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How Does Gibson Energy's (TSE:GEI) P/E Compare To Its Industry, After Its Big Share Price Gain?

Simply Wall St

Gibson Energy (TSE:GEI) shareholders are no doubt pleased to see that the share price has bounced 43% in the last month alone, although it is still down 34% over the last quarter. But shareholders may not all be feeling jubilant, since the share price is still down 22% in the last year.

Assuming no other changes, a sharply higher share price makes a stock less attractive to potential buyers. While the market sentiment towards a stock is very changeable, in the long run, the share price will tend to move in the same direction as earnings per share. So some would prefer to hold off buying when there is a lot of optimism towards a stock. One way to gauge market expectations of a stock is to look at its Price to Earnings Ratio (PE Ratio). A high P/E ratio means that investors have a high expectation about future growth, while a low P/E ratio means they have low expectations about future growth.

See our latest analysis for Gibson Energy

Does Gibson Energy Have A Relatively High Or Low P/E For Its Industry?

We can tell from its P/E ratio of 15.01 that there is some investor optimism about Gibson Energy. The image below shows that Gibson Energy has a higher P/E than the average (6.8) P/E for companies in the oil and gas industry.

TSX:GEI Price Estimation Relative to Market April 17th 2020

Its relatively high P/E ratio indicates that Gibson Energy shareholders think it will perform better than other companies in its industry classification. Clearly the market expects growth, but it isn't guaranteed. So further research is always essential. I often monitor director buying and selling.

How Growth Rates Impact P/E Ratios

Earnings growth rates have a big influence on P/E ratios. When earnings grow, the 'E' increases, over time. Therefore, even if you pay a high multiple of earnings now, that multiple will become lower in the future. A lower P/E should indicate the stock is cheap relative to others -- and that may attract buyers.

Gibson Energy's earnings made like a rocket, taking off 115% last year.

Don't Forget: The P/E Does Not Account For Debt or Bank Deposits

It's important to note that the P/E ratio considers the market capitalization, not the enterprise value. That means it doesn't take debt or cash into account. The exact same company would hypothetically deserve a higher P/E ratio if it had a strong balance sheet, than if it had a weak one with lots of debt, because a cashed up company can spend on growth.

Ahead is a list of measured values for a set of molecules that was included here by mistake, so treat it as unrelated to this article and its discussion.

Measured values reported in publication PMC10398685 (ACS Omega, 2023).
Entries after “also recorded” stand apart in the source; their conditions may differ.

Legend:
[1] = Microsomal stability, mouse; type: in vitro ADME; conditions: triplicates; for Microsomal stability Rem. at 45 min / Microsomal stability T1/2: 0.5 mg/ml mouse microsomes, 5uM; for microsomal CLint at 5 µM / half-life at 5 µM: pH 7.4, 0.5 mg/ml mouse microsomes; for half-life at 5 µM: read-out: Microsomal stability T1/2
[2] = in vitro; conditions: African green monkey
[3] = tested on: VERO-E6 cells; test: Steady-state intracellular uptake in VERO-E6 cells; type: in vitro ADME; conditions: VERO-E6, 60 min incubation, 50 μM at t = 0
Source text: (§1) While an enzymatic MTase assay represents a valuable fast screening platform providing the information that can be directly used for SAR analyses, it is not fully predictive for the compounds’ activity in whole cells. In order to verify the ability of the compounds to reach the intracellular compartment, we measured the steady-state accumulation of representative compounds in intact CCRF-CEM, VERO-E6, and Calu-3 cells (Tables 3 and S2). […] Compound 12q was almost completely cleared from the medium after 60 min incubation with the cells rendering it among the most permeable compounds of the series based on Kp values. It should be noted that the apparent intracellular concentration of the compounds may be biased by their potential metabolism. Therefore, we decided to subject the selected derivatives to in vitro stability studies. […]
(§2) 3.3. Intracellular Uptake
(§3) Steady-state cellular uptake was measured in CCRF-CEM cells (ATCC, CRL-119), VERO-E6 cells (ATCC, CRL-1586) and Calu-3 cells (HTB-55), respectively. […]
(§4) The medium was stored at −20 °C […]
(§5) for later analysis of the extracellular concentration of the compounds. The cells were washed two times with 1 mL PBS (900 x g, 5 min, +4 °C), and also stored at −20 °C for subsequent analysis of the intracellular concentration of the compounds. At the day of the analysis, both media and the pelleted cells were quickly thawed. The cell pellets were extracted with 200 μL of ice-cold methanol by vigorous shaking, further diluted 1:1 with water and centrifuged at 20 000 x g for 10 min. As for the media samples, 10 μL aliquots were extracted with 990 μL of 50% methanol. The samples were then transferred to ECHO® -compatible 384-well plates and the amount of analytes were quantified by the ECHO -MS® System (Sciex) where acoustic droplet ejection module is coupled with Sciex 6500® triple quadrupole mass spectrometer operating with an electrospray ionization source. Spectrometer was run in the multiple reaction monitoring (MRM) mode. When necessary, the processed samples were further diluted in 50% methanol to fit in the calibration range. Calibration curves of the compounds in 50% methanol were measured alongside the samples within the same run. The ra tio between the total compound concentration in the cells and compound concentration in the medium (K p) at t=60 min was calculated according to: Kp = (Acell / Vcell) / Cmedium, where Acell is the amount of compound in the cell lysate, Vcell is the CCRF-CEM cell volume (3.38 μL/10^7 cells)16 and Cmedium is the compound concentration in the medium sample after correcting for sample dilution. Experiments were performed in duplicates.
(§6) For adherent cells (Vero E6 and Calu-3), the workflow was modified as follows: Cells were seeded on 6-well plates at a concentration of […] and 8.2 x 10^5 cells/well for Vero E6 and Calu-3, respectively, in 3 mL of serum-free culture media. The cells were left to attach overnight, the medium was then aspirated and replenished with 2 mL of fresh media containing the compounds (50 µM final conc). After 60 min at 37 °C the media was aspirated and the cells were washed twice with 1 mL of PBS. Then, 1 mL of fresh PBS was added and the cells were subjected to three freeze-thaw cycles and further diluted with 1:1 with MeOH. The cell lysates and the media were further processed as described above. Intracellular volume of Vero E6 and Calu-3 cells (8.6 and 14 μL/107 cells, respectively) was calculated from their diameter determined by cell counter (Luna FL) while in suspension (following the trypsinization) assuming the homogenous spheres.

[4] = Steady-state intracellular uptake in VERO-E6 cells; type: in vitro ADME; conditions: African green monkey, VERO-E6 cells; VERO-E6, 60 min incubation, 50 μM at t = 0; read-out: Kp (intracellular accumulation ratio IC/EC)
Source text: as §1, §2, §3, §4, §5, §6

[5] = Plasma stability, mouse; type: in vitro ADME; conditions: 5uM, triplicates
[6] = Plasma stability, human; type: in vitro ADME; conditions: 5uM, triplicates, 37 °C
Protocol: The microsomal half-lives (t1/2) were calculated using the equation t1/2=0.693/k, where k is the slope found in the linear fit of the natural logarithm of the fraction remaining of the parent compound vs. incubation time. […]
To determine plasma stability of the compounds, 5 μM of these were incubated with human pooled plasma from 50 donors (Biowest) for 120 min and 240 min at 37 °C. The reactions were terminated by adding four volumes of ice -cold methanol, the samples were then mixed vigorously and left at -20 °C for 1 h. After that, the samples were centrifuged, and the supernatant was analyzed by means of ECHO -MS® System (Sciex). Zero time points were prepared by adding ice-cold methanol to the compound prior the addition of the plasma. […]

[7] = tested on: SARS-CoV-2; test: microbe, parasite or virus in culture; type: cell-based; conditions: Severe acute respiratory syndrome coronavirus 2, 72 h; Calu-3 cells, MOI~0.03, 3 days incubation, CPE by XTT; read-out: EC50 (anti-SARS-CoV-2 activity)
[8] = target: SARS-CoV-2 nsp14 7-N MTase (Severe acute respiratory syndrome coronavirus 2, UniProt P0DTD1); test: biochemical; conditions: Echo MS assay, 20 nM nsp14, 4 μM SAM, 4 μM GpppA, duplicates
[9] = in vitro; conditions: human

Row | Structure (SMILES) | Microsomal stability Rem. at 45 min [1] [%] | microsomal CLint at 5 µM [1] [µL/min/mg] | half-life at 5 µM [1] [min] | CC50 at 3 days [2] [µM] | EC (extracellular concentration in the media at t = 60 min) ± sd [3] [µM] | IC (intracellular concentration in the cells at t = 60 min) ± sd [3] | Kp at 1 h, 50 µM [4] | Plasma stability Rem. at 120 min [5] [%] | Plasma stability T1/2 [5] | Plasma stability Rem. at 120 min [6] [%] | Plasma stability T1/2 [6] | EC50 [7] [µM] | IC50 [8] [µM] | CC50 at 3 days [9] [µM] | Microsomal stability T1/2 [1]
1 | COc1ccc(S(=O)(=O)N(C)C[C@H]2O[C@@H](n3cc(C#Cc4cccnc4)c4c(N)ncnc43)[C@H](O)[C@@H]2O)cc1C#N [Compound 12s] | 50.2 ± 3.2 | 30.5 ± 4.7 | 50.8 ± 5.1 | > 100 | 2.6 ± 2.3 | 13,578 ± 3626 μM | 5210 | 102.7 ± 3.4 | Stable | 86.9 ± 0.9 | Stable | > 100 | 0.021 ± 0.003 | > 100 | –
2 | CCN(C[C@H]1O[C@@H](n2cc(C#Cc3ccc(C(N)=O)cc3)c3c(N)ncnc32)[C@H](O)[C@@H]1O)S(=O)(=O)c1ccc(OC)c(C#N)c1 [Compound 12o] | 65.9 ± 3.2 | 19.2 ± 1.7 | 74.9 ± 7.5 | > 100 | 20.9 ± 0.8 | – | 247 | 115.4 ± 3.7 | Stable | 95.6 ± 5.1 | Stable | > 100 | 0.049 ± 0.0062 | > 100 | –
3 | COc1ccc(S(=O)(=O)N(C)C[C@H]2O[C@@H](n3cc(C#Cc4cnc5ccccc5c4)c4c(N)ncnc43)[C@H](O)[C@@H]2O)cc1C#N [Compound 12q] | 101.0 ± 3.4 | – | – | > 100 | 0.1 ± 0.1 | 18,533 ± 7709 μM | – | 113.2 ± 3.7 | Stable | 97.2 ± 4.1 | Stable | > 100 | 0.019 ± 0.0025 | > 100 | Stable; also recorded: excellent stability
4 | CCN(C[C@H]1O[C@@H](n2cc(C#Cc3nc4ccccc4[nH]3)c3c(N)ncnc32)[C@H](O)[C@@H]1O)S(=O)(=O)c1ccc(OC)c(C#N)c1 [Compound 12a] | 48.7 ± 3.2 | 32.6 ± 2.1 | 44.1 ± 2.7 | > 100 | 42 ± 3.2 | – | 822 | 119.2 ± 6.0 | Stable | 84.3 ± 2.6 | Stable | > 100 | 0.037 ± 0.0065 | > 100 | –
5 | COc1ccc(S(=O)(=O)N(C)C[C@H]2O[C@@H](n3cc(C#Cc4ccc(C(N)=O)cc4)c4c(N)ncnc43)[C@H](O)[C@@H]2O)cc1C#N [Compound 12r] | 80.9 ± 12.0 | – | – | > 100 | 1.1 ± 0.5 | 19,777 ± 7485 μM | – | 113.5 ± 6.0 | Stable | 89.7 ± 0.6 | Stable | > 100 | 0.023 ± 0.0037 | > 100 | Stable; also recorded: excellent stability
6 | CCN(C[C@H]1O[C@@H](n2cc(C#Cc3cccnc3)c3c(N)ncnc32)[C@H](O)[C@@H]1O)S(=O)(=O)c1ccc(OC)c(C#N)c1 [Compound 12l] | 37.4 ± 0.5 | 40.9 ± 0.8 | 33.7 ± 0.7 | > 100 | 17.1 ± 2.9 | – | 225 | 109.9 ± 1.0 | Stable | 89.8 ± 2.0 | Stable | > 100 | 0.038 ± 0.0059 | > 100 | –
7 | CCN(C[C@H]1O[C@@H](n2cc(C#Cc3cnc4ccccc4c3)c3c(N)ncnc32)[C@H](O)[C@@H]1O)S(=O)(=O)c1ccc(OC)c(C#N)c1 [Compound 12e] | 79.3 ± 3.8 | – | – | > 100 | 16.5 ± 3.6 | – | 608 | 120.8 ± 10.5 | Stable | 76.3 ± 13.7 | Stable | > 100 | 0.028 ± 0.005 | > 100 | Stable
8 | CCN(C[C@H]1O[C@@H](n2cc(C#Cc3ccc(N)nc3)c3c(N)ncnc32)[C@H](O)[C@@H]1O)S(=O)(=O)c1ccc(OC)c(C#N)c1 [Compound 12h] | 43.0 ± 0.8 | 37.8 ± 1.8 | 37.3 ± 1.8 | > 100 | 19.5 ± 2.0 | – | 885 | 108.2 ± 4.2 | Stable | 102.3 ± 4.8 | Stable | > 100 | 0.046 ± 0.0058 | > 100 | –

Spending on growth might be good or bad a few years later, but the point is that the P/E ratio does not account for the option (or lack thereof).

How Does Gibson Energy's Debt Impact Its P/E Ratio?

Gibson Energy has net debt equal to 45% of its market cap. You'd want to be aware of this fact, but it doesn't bother us.

The Bottom Line On Gibson Energy's P/E Ratio

Gibson Energy trades on a P/E ratio of 15.0, which is above its market average of 11.5. Its debt levels do not imperil its balance sheet and its EPS growth is very healthy indeed. So on this analysis a high P/E ratio seems reasonable. What we know for sure is that investors have become more excited about Gibson Energy recently, since they have pushed its P/E ratio from 10.5 to 15.0 over the last month. For those who prefer to invest with the flow of momentum, that might mean it's time to put the stock on a watchlist, or research it. But the contrarian may see it as a missed opportunity.

Investors should be looking to buy stocks that the market is wrong about. If the reality for a company is better than it expects, you can make money by buying and holding for the long term. So this free visualization of the analyst consensus on future earnings could help you make the right decision about whether to buy, sell, or hold.

Of course you might be able to find a better stock than Gibson Energy. So you may wish to see this free collection of other companies that have grown earnings strongly.

If you spot an error that warrants correction, please contact the editor at editorial-team@simplywallst.com. This article by Simply Wall St is general in nature. It does not constitute a recommendation to buy or sell any stock, and does not take account of your objectives, or your financial situation. Simply Wall St has no position in the stocks mentioned.

We aim to bring you long-term focused research analysis driven by fundamental data. Note that our analysis may not factor in the latest price-sensitive company announcements or qualitative material. Thank you for reading.